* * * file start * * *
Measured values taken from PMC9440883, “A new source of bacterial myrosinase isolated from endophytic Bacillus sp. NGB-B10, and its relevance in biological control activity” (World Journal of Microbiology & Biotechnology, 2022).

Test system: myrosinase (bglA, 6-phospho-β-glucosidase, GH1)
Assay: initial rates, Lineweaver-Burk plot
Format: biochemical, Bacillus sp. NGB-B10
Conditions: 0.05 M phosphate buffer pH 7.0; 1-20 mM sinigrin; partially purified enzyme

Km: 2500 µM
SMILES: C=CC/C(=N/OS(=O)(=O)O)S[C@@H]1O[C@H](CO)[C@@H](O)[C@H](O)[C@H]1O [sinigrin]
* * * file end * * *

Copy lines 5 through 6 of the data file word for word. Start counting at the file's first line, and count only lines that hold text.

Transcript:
Conditions: 0.05 M phosphate buffer pH 7.0; 1-20 mM sinigrin; partially purified enzyme

Km: 2500 µM